Change can be scary for some. But when a course prospectus warns you of the negative repercussions if you are faint-hearted, you start imagining the worst. Given the massive influx of barristers in the recent years, you wonder whether that is meant to deter people from embarking on the Bar Professional Training Course.
To the new batch and those looking to undertake the BPTC in the future, I can only draw lessons from my own experience and tell you this: you are in for a treat! And no, I am not being sarcastic! Some of you might be thinking that you definitely cannot relate to what I have to say as I am being way too optimistic. Hold your horses!
Fall seven times, get up eight!
During the first couple of weeks into the course, I was questioning my career choice, my strengths, life, you name it! For many, the first few weeks are the worst and feel like a far cry from undergraduate studies or anything you have ever experienced. Being required to bring a wheelie bag on the first few days to carry your just-a-tad-bit heavy books and being constantly reminded of the fail rate, certainly does not help lift your spirits.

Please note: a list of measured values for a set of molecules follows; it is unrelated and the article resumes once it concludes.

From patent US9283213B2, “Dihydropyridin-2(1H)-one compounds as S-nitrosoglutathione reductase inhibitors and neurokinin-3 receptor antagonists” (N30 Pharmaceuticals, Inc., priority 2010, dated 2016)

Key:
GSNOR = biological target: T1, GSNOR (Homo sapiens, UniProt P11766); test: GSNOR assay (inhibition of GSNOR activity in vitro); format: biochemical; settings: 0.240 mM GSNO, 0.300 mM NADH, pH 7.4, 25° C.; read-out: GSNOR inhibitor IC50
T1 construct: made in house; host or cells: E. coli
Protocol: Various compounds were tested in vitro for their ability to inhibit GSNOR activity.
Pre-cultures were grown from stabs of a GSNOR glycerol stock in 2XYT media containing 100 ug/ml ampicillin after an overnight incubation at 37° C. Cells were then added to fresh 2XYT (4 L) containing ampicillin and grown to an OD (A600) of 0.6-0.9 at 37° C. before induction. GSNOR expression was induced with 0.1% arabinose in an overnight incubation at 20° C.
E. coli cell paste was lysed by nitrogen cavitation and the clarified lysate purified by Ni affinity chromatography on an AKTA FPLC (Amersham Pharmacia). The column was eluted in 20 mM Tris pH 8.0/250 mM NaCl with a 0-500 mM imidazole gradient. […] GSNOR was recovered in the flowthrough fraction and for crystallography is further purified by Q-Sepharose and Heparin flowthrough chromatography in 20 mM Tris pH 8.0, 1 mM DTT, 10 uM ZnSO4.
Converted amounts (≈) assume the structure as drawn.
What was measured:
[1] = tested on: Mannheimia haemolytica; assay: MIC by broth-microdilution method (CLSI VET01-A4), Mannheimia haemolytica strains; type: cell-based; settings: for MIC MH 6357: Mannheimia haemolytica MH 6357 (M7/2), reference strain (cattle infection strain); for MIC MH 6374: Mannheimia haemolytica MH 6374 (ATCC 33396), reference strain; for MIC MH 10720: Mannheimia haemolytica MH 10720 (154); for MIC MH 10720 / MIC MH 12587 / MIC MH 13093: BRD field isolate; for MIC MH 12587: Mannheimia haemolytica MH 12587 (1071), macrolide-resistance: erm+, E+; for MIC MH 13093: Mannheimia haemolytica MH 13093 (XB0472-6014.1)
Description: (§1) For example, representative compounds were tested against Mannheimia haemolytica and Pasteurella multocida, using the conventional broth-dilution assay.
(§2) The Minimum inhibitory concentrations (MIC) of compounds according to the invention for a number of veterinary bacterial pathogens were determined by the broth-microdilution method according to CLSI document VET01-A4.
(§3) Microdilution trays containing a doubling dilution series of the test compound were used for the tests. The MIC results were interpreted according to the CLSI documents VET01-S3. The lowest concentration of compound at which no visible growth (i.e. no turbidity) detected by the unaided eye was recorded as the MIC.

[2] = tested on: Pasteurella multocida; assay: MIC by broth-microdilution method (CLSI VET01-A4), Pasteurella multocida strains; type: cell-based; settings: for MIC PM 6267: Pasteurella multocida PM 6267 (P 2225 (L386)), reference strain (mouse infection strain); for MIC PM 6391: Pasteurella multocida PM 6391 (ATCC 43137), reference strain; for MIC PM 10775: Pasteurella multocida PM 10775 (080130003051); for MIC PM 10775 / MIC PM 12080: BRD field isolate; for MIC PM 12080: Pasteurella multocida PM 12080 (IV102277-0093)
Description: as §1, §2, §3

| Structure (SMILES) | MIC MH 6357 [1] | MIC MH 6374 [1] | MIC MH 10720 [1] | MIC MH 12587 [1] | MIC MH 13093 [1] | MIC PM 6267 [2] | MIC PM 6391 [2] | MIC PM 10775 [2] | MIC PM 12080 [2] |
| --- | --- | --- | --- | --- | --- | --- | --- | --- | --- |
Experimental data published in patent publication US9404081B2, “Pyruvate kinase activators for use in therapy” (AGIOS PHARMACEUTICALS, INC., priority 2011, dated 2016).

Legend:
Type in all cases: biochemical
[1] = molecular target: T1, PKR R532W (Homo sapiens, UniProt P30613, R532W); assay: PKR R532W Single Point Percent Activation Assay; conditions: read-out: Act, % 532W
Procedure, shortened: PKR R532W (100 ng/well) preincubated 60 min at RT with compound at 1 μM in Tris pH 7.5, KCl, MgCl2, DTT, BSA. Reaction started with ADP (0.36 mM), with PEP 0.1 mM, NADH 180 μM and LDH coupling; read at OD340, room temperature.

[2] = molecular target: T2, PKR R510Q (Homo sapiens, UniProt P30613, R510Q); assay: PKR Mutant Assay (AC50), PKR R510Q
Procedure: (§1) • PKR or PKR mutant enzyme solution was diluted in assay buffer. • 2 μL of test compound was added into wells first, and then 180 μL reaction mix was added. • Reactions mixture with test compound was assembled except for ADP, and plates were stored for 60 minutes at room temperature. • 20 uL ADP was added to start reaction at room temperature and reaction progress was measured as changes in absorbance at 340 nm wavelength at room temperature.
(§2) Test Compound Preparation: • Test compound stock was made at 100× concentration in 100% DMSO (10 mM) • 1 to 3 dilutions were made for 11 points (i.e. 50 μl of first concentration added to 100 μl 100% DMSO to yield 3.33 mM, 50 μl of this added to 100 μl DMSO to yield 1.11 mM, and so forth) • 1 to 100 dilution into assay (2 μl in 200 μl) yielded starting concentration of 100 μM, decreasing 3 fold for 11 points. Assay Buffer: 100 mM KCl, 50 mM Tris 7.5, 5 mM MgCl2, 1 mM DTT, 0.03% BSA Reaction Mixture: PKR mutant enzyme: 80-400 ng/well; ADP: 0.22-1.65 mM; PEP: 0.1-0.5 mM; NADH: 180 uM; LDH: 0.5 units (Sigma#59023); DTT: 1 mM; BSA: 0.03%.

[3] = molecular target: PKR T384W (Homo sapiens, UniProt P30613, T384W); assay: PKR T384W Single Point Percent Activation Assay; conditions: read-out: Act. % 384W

At this stage you have two choices: give in to the pressure or use what I call the fail-rate mantra as a driving force to work harder than you ever have and give it your best shot. Somehow, I chose the latter.
The dos and don’ts.
The first few weeks is a steep curve, after which you start getting accustomed to the course and become aware of what is required of you. What you should start realising, and the sooner you do the better, is that so as to succeed you just cannot shy away from being consistent throughout the 8 to 9 months. I know this advice may sound like a broken record but when you are on the BPTC, it becomes more relevant than ever. Be thoroughly prepared for each class and contribute as much as you can to the discussions. Additionally, absenteeism is frowned upon and quite rightly so! A big chunk of the syllabus is covered at every class and you might find yourself lagging behind if you miss classes. Re-schedule if you have to but try to attend all classes!